two turrets, and loaded and trained by mechanism, a great portion of which is common to both guns, cannot be reckoned as having the same relative value as four independent guns. If a projectile were to penetrate a turret the pair of guns mounted therein would probably be disabled. Four guns, therefore, mounted in pairs, cannot be reckoned as equivalent to more than three guns mounted and worked independently. It is a weak point in the Inflexible class that they have no light armament with which to defend themselves against gunboats and torpedo vessels.

Again, the armour, in the latest designs, covers only a limited area of the sides of the ship; and the unprotected ends, even though filled with cork and coals, and subdivided into numerous cellular compartments, are alleged by Mr. Reed to be fraught with considerable danger to the armoured citadel. I am not competent to take any part in the controversy between Mr. Reed and Mr. Barnaby; but I venture to point to the present discussion as an argument of incontrovertible weight against the policy of building vessels of extreme dimensions and consequently excessive cost. If a new argument were needed, in order to show the desirability of distributing more widely the risks of naval war, and increasing the means of attack — objects which can be best attained by multiplying the number of our fighting ships—it would surely be found in the deplorable controversy which has arisen respecting the Inflexible. Haying enlarged the dimensions of a single ship to 11,400 tons, and having expended upon its construction a sum which may be estimated at not less than half-a-million sterling, we have the mortification of hearing from a high authority that our enormous and costly ship is not fit to go into action.

There is reason to believe that other features in the most recent designs are not altogether satisfactory. The magazines are outside the citadel, with only a three-inch armoured deck over

them. The weakness of the bow for ramming is a still more serious consideration. “Suppose," as it has been suggested by a distinguished flag. officer, “a ship with unarmoured ends should be obliged to meet another, bow to bow, at full speed (a most likely occurrence); nothing could save her from immediate destruction, provided that her opponent were armoured, and therefore the stronger. If the Devastation or the Dreadnought, which are armoured round the bows, were to steer straight for the Inflexible, they would inevitably have the advantage over her weakly constructed bow. If the Inflexible were to endeavour to avoid the blow, she must expose her side to the enemy, which would be still more dangerous."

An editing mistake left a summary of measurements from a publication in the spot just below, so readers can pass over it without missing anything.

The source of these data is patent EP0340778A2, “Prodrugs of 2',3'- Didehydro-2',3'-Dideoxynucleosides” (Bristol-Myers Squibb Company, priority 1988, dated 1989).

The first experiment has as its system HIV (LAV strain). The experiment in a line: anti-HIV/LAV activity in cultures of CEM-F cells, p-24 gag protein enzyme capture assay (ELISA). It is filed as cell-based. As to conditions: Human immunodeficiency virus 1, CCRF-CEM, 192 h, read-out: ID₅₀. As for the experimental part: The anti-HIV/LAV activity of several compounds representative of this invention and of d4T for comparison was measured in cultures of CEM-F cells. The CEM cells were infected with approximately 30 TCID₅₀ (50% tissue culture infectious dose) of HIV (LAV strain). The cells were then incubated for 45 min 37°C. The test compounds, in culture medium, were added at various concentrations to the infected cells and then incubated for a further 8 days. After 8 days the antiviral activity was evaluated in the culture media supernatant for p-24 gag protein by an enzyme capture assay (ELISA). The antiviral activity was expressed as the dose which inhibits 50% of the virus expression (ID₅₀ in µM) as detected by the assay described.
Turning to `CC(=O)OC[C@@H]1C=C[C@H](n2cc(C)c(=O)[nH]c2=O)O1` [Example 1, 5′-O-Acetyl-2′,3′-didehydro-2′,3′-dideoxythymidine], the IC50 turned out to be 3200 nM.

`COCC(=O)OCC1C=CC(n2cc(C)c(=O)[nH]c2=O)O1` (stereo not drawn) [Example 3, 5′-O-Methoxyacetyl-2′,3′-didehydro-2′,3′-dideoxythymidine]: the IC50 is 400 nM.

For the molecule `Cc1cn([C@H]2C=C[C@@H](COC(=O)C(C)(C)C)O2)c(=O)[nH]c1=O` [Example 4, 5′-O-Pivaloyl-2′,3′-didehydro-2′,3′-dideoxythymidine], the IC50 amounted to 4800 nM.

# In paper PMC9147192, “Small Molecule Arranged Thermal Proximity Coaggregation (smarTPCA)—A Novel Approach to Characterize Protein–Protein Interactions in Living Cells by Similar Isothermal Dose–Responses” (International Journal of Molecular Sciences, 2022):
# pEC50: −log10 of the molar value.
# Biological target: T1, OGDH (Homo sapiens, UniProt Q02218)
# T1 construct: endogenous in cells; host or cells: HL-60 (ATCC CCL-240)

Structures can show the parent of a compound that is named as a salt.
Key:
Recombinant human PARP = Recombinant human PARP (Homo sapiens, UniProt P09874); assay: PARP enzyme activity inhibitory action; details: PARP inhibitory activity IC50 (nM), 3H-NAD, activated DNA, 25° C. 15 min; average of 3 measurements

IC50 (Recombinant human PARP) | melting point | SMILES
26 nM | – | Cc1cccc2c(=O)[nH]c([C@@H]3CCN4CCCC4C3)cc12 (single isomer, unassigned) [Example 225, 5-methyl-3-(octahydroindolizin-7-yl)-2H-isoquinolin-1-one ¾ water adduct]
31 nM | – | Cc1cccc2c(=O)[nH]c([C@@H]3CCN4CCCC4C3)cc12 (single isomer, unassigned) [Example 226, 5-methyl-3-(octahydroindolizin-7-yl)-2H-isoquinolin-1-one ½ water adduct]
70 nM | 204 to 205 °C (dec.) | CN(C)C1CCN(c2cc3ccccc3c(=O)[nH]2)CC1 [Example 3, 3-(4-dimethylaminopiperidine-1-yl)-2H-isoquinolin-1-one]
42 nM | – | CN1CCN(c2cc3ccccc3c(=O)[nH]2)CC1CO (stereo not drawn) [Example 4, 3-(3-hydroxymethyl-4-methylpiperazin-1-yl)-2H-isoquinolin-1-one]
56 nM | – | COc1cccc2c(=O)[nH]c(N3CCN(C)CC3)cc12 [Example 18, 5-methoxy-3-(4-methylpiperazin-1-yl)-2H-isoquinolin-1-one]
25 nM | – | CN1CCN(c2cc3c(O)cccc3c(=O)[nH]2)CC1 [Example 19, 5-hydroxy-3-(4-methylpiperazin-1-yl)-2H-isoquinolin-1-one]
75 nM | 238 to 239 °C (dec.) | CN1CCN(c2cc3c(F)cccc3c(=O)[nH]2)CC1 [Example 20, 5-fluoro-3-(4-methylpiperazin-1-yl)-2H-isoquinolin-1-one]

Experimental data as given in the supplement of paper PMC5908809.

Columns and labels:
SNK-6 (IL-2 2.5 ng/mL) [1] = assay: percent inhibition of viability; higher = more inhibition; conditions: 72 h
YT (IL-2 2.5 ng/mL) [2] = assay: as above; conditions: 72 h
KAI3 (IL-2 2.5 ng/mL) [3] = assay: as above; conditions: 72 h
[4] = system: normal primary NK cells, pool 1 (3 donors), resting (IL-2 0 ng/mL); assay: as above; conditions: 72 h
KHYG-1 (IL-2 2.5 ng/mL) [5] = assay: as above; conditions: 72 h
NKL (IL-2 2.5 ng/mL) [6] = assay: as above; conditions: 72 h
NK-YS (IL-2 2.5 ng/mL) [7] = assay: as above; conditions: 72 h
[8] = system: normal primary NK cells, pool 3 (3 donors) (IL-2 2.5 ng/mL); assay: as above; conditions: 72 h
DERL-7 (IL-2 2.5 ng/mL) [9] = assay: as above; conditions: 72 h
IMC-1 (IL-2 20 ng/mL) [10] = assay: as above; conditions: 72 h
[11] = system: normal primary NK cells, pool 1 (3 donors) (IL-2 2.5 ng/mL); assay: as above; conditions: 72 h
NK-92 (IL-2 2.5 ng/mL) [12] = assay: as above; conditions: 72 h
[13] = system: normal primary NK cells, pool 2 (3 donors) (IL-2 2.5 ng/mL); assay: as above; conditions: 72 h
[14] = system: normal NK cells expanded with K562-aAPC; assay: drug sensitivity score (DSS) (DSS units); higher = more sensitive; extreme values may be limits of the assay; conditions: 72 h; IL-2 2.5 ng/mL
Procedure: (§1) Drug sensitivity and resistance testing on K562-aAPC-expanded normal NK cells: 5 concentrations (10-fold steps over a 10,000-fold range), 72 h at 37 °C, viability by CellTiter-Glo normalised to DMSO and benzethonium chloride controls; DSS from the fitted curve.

It is disappointing to be informed of the existence of so many defects in our most ingenious and costly ships ; and the British public will probably be disposed to concur in the opinion expressed by Mr. King, of the United States navy, in his description of the Inflexible, quoted in the Engineer of June 22nd :-“ Almost every conceivable precaution," he says, “has been taken to make her secure from the ram and the torpedo. If, however, she should be fairly struck by a soli. tary powerful fish-torpedo, it is quite possible that she would be crippled, water-logged, or possibly sunk.” The question, therefore, presented to us is whether two vessels of smaller dimensions, each carrying two 81-ton guns, instead of four, would not have been a a safer, and, in some respects, a better investment.

It was stated at the outset that it was not proposed to criticise the designs of our most recent ships of war, or to advocate any original views on naval architecture; but rather to ascertain the opinions of the most competent professional authorities, and to see how far the latest programme of shipbuilding was wisely framed for the purpose of carrying out their recommendations. The controversy as to the continued use of side armour